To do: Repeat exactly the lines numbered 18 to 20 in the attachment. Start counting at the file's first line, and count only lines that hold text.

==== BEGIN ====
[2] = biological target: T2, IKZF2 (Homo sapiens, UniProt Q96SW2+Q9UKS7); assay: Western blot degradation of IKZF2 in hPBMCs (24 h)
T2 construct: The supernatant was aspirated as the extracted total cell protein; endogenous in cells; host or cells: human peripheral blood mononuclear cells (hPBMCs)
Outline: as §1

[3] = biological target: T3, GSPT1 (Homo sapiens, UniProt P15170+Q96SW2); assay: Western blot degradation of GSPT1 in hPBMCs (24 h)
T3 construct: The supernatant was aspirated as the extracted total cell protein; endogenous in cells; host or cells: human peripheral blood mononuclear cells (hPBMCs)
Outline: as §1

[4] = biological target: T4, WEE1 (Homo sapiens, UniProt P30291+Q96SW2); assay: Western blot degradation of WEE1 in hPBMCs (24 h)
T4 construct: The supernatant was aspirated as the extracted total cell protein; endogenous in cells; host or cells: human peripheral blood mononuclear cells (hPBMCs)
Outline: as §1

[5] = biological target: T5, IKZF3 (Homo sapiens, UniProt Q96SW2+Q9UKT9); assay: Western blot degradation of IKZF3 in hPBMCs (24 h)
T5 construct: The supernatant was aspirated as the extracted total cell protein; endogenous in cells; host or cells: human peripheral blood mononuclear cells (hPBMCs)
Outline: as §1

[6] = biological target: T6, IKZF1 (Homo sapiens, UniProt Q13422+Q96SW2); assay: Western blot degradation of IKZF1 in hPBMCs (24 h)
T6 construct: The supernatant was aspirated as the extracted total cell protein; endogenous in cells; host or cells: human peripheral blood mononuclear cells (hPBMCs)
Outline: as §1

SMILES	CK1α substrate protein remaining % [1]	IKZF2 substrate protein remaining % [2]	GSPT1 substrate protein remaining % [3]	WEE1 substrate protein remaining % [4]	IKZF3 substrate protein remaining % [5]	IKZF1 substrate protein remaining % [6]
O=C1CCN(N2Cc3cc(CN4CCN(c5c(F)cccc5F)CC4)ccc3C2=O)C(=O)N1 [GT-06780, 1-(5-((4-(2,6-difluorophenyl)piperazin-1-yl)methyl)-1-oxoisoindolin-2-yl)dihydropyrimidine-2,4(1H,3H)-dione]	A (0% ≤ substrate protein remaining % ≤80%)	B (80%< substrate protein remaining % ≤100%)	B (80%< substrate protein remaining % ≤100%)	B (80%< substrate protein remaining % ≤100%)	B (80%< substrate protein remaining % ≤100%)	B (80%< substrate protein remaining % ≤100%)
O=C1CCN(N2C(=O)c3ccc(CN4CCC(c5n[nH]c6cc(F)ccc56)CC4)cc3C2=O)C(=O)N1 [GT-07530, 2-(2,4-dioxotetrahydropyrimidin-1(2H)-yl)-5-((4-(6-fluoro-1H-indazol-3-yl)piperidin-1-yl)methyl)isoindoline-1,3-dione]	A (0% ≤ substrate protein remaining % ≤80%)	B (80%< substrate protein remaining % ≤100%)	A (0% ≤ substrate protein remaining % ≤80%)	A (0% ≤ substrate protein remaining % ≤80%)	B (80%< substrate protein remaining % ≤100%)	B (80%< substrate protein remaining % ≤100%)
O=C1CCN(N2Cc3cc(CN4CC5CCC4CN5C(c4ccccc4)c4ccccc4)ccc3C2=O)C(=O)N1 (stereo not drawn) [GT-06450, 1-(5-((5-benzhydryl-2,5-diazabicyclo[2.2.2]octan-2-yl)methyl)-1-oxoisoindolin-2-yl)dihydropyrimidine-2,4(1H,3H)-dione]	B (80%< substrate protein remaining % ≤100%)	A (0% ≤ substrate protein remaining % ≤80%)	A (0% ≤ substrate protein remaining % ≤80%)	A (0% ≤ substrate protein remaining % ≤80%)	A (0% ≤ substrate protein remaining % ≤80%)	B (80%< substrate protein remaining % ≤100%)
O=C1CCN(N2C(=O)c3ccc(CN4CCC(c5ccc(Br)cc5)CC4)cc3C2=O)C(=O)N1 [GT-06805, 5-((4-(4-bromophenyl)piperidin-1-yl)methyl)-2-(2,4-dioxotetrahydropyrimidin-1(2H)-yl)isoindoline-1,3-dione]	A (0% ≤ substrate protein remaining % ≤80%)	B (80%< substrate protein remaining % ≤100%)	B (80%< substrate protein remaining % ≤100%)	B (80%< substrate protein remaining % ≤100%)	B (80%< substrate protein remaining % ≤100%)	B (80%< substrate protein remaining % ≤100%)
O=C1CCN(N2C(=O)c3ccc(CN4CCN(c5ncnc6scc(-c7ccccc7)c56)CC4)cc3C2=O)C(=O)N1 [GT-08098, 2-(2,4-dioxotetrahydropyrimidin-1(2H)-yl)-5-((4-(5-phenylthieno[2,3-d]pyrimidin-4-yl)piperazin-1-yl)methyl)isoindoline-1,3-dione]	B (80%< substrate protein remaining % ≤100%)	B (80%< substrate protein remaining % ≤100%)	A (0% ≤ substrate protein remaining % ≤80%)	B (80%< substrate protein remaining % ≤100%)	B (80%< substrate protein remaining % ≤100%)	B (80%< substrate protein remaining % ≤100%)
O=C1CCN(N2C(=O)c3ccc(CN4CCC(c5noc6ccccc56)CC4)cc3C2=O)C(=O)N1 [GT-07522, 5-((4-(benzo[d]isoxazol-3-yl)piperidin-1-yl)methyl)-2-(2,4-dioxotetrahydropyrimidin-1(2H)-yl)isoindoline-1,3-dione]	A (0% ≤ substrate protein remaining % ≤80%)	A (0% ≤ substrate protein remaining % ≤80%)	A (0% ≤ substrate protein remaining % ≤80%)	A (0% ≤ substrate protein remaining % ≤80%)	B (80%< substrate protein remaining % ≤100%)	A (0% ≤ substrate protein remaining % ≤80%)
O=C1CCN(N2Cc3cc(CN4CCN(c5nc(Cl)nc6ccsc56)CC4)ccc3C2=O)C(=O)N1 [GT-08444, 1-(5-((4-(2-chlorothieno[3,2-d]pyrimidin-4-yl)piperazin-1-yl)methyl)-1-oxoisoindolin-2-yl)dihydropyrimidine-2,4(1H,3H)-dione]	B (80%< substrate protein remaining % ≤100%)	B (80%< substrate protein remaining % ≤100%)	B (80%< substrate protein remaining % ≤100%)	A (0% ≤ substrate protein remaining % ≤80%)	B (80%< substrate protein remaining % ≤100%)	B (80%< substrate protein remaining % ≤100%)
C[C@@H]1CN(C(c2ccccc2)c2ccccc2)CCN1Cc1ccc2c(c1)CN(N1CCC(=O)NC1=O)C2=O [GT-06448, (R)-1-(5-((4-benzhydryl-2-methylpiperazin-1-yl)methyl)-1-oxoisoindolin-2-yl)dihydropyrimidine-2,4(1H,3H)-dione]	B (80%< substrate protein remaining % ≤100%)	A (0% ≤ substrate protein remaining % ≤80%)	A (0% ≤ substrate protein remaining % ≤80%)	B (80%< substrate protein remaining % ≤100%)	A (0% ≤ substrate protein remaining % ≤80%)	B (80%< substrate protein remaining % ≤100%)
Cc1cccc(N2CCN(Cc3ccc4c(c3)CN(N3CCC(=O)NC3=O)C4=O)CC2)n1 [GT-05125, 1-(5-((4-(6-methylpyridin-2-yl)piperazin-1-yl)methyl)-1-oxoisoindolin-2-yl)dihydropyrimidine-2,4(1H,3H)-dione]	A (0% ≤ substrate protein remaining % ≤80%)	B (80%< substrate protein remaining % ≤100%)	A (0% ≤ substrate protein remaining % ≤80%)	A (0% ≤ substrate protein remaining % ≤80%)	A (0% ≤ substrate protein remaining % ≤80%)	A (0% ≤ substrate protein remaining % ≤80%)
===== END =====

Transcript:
O=C1CCN(N2C(=O)c3ccc(CN4CCC(c5n[nH]c6cc(F)ccc56)CC4)cc3C2=O)C(=O)N1 [GT-07530, 2-(2,4-dioxotetrahydropyrimidin-1(2H)-yl)-5-((4-(6-fluoro-1H-indazol-3-yl)piperidin-1-yl)methyl)isoindoline-1,3-dione]	A (0% ≤ substrate protein remaining % ≤80%)	B (80%< substrate protein remaining % ≤100%)	A (0% ≤ substrate protein remaining % ≤80%)	A (0% ≤ substrate protein remaining % ≤80%)	B (80%< substrate protein remaining % ≤100%)	B (80%< substrate protein remaining % ≤100%)
O=C1CCN(N2Cc3cc(CN4CC5CCC4CN5C(c4ccccc4)c4ccccc4)ccc3C2=O)C(=O)N1 (stereo not drawn) [GT-06450, 1-(5-((5-benzhydryl-2,5-diazabicyclo[2.2.2]octan-2-yl)methyl)-1-oxoisoindolin-2-yl)dihydropyrimidine-2,4(1H,3H)-dione]	B (80%< substrate protein remaining % ≤100%)	A (0% ≤ substrate protein remaining % ≤80%)	A (0% ≤ substrate protein remaining % ≤80%)	A (0% ≤ substrate protein remaining % ≤80%)	A (0% ≤ substrate protein remaining % ≤80%)	B (80%< substrate protein remaining % ≤100%)
O=C1CCN(N2C(=O)c3ccc(CN4CCC(c5ccc(Br)cc5)CC4)cc3C2=O)C(=O)N1 [GT-06805, 5-((4-(4-bromophenyl)piperidin-1-yl)methyl)-2-(2,4-dioxotetrahydropyrimidin-1(2H)-yl)isoindoline-1,3-dione]	A (0% ≤ substrate protein remaining % ≤80%)	B (80%< substrate protein remaining % ≤100%)	B (80%< substrate protein remaining % ≤100%)	B (80%< substrate protein remaining % ≤100%)	B (80%< substrate protein remaining % ≤100%)	B (80%< substrate protein remaining % ≤100%)